During my training courses I have met many people who have expressed a similar concern. More specifically, they don’t know where they fit in to the world of data visualisation. They aren’t trained designers, they aren’t skilled technologists, so how can they contribute to the design process?

Typically I find these people to be extremely bright, sharp individuals with a keen sense of the analytical dimensions that might be most interesting to surface in a visualisation. They might also be great organisers, leaders and be able to pull a team of people together to create a solution. The key point here is that everybody can find a role, even if they are not capable in certain areas because collaboration with others who can plug such gaps is so much more feasible these days. There are plenty of other duties required that don’t have such technical capabilities or experiences.

Furthermore, we should assess more closely the role of technology in data visualisation. I’ve somewhat paraphrased or maybe just echoed Aron Pilhofer (of the New York Times), but doing data visualisation well is ‘less a technology problem, more a people problem’. So, if you don’t have the tech skills but have the people skills – there is a role for you. Similarly, if you do have the tech skills, you need to ensure you also have the people skills.

Why the 8 Hats?

Having spent a number of years assessing and learning about effective visualisation design I was interested to take a specific analytical look at the range of different capabilities required to ensure that any project is undertaken in the most rounded sense. These can be roles fulfilled by a number of people or they can be the different, deliberate mindsets of an individual to ensure that the problem is viewed and tackled from all necessary directions and not from a limited perspective. This is where I came up with the 8 hats of data visualisation design.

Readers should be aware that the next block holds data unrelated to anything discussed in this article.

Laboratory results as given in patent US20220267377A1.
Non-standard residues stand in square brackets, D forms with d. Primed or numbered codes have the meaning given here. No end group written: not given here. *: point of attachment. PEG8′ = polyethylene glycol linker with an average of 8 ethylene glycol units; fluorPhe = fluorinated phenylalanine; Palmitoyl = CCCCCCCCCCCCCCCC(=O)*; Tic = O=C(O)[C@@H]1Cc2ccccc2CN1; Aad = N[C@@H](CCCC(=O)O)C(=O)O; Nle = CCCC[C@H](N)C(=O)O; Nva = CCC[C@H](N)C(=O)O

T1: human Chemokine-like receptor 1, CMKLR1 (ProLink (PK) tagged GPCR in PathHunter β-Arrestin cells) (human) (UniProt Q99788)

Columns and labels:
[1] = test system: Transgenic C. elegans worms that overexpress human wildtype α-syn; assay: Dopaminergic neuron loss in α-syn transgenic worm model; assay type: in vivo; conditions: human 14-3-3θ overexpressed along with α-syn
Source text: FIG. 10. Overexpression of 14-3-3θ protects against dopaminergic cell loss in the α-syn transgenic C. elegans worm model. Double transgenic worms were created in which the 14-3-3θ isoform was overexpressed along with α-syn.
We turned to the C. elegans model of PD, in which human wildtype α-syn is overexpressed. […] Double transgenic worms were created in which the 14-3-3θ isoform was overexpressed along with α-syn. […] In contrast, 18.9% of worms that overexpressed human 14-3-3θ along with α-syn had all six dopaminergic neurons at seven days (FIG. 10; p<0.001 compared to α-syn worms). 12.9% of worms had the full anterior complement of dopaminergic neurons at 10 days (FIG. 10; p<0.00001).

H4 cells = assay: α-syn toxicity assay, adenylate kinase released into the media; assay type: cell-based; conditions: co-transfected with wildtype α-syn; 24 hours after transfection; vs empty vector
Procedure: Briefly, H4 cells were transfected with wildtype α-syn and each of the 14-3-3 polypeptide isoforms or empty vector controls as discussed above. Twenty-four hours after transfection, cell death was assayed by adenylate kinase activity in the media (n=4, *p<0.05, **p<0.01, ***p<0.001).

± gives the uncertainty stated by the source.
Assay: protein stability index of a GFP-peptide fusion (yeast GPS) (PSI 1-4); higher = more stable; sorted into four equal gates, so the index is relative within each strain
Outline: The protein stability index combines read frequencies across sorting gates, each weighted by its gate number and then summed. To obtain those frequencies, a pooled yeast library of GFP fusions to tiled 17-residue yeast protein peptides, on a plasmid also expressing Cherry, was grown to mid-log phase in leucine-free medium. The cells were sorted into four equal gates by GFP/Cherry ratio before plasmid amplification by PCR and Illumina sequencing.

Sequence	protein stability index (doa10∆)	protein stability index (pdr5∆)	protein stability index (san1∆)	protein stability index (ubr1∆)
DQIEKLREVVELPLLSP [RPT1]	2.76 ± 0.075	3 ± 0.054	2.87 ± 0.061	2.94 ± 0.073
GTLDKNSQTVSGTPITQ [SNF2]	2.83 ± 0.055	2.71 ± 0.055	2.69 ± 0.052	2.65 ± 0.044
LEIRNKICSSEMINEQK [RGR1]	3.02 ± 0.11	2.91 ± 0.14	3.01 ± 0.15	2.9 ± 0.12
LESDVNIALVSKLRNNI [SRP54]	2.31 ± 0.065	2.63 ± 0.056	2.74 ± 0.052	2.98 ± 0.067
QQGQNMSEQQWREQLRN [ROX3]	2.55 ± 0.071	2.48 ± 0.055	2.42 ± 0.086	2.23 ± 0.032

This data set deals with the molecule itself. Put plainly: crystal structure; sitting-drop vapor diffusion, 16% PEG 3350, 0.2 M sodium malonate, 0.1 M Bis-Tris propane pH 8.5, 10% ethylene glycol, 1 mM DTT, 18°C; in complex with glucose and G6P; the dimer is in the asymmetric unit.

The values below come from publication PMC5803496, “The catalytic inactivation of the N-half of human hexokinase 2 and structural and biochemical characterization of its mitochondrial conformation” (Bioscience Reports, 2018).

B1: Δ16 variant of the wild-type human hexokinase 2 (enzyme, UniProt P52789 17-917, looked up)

A couple of things that motivated the concept of the 8 hats.

Firstly, and obviously, was Edward de Bono’s 6 thinking hats, which essentially relates to the different thinking perspectives we should try to occupy when trying to reason and solve with complex problems.

Secondly, and far less obviously, I remebered a cartoon I used to watch as a kid (and probably only UK people will recognise) called Mr Benn.

The basic narrative of the story was that, in each episode, Mr Benn would go into a fancy-dress shop, try on a particular outfit and then would enter through a secret door in the dressing room into a magical world and live out an adventure appropriate to the costume.

So, this idea of taking on different characters or different characteristics resonated with my intentions for these 8 hats. It is not meant to be scientific, it is based on an instinctive sense of what is important. Furthermore, it is not presented in a way which gives any weight or hierarchy, rather a collection of the issues and duties that need covering off.